The intent to kill them all was at Dick’s insistence, therefore it should not be a surprise that Perry protected Nancy from being raped by Dick. He told him to leave her room that night and even tucked her into bed. “I really liked her. She was really nice. A very pretty girl, and not spoiled or anything” (Capote 154). The man who ended-up killing the family actually had no ill will toward any of them and was disgusted with Dick’s obsession and weakness. “’I didn’t want to harm the man. I thought he was a very nice gentleman. Soft-spoken. I thought so right up to the moment I cut his throat. . . . They [the Clutters] never hurt me. Like other people. Like people have all my life. Maybe it’s just that the Clutters were the ones who had to pay for it’” (Capote 191). It appears this statement is true.
Dr. Joseph Satten, a Forensic Psychiatrist, endorsed Dr. Jones’ evaluation and listed Perry as a murderer without motive. “. . . .It is Dr. Satten’s contention that only the first murder matters psychologically, and that when Smith attacked Mr. Clutter he was under a mental eclipse; deep inside a schizophrenic darkness, for it suddenly wasn’t a ‘flesh and blood’ man he ‘suddenly discovered’ himself destroying, but a key figure in some past traumatic configuration” (Capote 191). The rest of the deaths were logical in Perry’s mind, according to Satten, since he killed Mr. Clutter the rest of the family had to be killed too.
Once arrested, Perry still exhibited anger at being uneducated, reflecting that annoyance at another murderer on death row who liked to use difficult words but in the wrong context. His “’educated accent and the formal quality of his college-trained intelligence were anathema to Perry, who though he had not gone beyond third grade, imagined himself more learned than most of his acquaintances’” (Bates 29).
Furthermore, Perry believed in his principles and expected to be vindicated as a result. Throughout his life he dreamed of a yellow bird and now hoped to be rescued. “While not religious, this expresses a definite sense of spirituality that Perry used to believe he would someday be freed from the victimization of his life” (Bates 29-30). Although Perry realized what he did was wrong and continued to be sorry for his actions, he appeared to blame those actions on how he was treated throughout life. Therefore, in his mind, the culpability could not truly be his.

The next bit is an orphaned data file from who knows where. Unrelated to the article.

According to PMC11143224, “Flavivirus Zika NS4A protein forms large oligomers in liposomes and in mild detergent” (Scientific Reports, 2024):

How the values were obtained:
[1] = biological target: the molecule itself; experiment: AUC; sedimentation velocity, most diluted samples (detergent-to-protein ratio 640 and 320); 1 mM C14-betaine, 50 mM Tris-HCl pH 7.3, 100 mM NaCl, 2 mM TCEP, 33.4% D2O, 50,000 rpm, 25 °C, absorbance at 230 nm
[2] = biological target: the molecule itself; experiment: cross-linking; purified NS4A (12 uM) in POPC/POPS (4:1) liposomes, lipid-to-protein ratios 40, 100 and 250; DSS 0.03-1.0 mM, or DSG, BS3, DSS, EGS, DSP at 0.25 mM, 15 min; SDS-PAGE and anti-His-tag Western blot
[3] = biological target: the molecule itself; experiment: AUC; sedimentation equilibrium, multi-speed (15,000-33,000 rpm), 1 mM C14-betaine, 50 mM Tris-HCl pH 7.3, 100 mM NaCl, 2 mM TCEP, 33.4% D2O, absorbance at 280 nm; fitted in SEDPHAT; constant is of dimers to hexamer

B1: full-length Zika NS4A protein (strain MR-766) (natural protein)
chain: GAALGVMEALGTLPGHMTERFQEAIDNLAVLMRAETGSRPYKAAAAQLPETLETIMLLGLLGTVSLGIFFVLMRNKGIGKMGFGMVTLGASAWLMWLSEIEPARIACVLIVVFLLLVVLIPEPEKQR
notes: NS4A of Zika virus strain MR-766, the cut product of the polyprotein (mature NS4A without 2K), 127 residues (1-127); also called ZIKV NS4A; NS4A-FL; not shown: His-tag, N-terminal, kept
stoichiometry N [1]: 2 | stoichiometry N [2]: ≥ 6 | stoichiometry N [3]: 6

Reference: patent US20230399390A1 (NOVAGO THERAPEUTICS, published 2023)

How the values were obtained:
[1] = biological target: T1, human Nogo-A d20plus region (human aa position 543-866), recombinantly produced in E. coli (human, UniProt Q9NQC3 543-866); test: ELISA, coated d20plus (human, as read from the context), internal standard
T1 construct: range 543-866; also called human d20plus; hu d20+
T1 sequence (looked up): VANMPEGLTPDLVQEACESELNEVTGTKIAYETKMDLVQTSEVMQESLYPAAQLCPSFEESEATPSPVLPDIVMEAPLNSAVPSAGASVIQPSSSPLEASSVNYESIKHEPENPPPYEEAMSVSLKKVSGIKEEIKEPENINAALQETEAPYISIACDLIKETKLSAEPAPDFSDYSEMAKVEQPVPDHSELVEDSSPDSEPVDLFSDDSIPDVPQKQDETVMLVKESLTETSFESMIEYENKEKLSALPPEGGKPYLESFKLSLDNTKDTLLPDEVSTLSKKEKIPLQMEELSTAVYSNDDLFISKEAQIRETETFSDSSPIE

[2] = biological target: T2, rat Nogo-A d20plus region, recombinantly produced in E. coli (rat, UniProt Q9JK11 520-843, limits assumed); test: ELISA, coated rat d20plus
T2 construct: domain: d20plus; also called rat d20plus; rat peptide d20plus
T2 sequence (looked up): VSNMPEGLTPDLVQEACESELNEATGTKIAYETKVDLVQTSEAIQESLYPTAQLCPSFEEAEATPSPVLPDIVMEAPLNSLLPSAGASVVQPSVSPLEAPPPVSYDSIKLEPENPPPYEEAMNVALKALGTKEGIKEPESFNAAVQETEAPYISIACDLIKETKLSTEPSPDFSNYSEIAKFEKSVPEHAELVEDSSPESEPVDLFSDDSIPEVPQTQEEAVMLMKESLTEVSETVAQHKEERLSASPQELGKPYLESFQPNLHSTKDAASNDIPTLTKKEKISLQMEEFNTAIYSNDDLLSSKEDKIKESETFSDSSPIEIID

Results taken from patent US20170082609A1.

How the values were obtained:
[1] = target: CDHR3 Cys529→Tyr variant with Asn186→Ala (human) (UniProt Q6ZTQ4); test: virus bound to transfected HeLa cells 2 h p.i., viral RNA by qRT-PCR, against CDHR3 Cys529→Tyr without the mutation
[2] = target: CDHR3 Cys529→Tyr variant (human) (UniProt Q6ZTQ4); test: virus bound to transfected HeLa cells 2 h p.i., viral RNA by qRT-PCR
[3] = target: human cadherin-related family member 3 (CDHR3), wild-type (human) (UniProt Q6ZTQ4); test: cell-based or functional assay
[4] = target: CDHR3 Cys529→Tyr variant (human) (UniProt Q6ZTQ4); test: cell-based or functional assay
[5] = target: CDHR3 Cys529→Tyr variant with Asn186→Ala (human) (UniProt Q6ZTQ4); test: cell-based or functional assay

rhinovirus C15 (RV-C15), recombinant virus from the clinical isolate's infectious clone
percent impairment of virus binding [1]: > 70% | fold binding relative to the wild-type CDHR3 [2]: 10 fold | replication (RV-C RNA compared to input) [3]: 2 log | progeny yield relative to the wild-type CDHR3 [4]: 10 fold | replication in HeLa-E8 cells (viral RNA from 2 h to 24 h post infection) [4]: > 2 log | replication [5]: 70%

Perry Smith and Dick Hickock murdered the Clutter family in cold blood for under $50. At first glance, it is a senseless crime. However, one can begin to connect a logic to their actions with a deeper look at the killers’ themselves. Both Perry and Hickock had deep psychological problems, however, Perry is the one who murdered the family. Dick continuously stated “’We’re gonna go in there and splatter those walls with hair’” to avoid all witnesses and whistled at the possibility that the victim count could be as high as 12 (Capote 148). Perry, on the other hand, originally tried to avoid the murders. He argued with Dick about buying black stockings to cover their faces, but Dick believed the tattoo under his eye would still be visible.
On that night, Perry was the only one to recognize that Mr. Clutter was telling the truth about the safe and wanted to leave immediately, but Dick was too excited and talked about searching the house and cutting all their throats. Dick more than likely would have killed the family himself, but Perry’s various psychological problems got the best of him that late night to the bad fortune of the Clutter family. Between not wanting to look inferior to Dick and his sudden irrational disgust with Mr. Cutter, the family did not have a chance on that horrifying night.
Bates, Lindsay. “Unconscious Projects.” University of Tennessee Honors Thesis Projects (2009):
n. pag. Web. May 2009.
Capote, Truman. In Cold Blood. New York: Random House. Penguin, 1965. Print.
Lapsley, James. “Cultural Alienation: In Cold Blood.” Theology Today (1966): 210-215. Web. 2